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MOVIE REVIEW

In 'Ant Bully,' revenge is sweet-- and cute

The makers of Warner Bros.' new animated movie ``The Ant Bully" are taking a considerable risk thinking we've forgotten about the Great Hollywood Insect War of 1998. Surely you remember. That year ``Antz" squared off against ``A Bug's Life," and both movies seemed to quench forever the world's thirst for witty pests. That, of course, was eight years ago, just enough time for a new crop of kiddies to sprout to movie-going age and lap up the simple delights in ``The Ant Bully," where all the ants look like designer coffee tables with golf-ball-surfaced eyes. In other words, where can I buy one?

Adapted from John Nickle's illustrated book and directed by John A. Davis, the man behind ``Jimmy Neutron," the story is a variation on those earlier insect movies: critters in jeopardy. Only now there's a playful human wrinkle. Frequently picked on by the neighborhood thug, poor bespectacled 10-year-old Lucas (the voice of Zach Tyler Eisner) takes his frustration out on the ant colony in his suburban lawn, turning the magnifying glass on it and then a garden hose.

Down below, one wizard ant, Zoc (Nicolas Cage), has had it. The magic potion he's concocted actually works, and one night Lucas is vengefully reduced to the puny size of his victims. It's his comedownance. Taken back to the anthill, he's promptly convicted -- by Ricardo Montalban's head ant! -- of crimes against the colony and sentenced by the ethereal queen (Meryl Streep, of course) to live as an ant until he earns his freedom.

Through Lucas, the movie has a high time demonstrating that it's hard out here for an ant. The amount of work required to get the tiniest of crumbs is epic. It takes a village, in fact. But the tiny human boy wants no part of the elaborate obstacle courses required to attain the bright morsels of jelly bean -- excuse me, ``sweet rock."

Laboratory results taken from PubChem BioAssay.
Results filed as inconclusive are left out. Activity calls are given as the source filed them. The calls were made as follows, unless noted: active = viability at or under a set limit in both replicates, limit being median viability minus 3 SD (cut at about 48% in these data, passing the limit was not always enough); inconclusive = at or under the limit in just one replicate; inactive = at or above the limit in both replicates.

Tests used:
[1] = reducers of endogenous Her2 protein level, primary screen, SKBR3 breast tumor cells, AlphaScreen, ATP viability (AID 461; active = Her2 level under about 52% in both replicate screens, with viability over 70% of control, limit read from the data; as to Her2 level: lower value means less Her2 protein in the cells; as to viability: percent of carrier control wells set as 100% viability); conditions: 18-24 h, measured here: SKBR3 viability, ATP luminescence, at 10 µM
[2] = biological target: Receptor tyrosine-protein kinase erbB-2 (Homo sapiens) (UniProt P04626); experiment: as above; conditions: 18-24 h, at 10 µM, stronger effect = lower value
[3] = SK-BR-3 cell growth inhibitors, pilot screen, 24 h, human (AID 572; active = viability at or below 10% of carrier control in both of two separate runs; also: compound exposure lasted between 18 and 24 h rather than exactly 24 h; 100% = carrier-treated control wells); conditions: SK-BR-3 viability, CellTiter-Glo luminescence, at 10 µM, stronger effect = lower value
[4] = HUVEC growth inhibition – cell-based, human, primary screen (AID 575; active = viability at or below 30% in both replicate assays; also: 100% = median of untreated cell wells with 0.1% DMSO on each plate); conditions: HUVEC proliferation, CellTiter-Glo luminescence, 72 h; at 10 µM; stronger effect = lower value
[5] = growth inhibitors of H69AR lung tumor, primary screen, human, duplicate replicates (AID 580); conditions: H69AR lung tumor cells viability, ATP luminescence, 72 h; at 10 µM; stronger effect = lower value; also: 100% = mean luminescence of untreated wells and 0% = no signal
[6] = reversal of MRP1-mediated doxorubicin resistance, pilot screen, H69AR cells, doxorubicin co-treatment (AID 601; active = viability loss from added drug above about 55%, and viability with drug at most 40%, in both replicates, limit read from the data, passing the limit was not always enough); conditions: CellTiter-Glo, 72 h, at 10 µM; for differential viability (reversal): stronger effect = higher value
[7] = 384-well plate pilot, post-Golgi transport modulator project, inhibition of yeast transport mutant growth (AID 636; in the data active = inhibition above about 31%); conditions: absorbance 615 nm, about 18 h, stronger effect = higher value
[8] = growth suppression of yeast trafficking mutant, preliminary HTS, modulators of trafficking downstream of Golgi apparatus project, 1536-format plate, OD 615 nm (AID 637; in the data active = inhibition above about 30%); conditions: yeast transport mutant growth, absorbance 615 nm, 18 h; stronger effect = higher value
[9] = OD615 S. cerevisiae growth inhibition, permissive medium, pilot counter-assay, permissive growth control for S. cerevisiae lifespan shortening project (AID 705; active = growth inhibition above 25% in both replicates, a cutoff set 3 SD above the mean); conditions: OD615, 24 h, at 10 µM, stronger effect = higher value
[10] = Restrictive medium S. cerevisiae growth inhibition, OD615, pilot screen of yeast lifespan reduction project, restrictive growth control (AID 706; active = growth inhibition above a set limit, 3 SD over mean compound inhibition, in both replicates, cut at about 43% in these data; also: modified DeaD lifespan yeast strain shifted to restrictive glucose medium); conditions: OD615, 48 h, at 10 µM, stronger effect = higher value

Lucas refuses to go along with any of it, so obviously, today's lesson is ``teamwork." And here to help him learn it are the forager ant, Kreela (Regina King) and Zoc's girlfriend Hova, whose name suggests the voice of Jay-Z (that's one of his aliases) but who is actually played by Julia Roberts. Much to Zoc's consternation, she and Lucas form a believable bond, and the two are soon off, along with Kreela and the macho scout ant, Fugax (Bruce Campbell), to fetch more candy from Lucas's house. (Jellybelly's anonymous-looking jelly beans are the only products placed in this movie. Compared to the marketing bonanzas of ``Curious George" and ``Over the Hedge," the movie's brand name chastity is farmer's market quaint.)

The movie has a great time playing with ideas of scope and perspective, shifting between microscopic and macroscopic. Those shifts even produce a visual gag featuring an exploding firecracker that, weeks later, still makes me laugh. But the scenes of the ants making their way through Lucas's house is a wondrous showcase for the animators' imaginations. Carpet becomes a shaggy jungle and the air from a fan an ideal way to paraglide across a room.

That's the most inspired sequence in the movie and its loveliness is probably too placid for a lot of kids, but who knows? The movie's two battle sequences are certainly more revved up. One is against a storm of wasps. The other is against the nasty human exterminator (Paul Giamatti), of whose scalp the movie gives us a stomach-turning tour.

Those two battles are so exciting that anyone old enough to remember the Great Hollywood Insect War of 1998 will be momentarily willing to let that memory go.

Wesley Morris can be reached at wmorris@globe.com.

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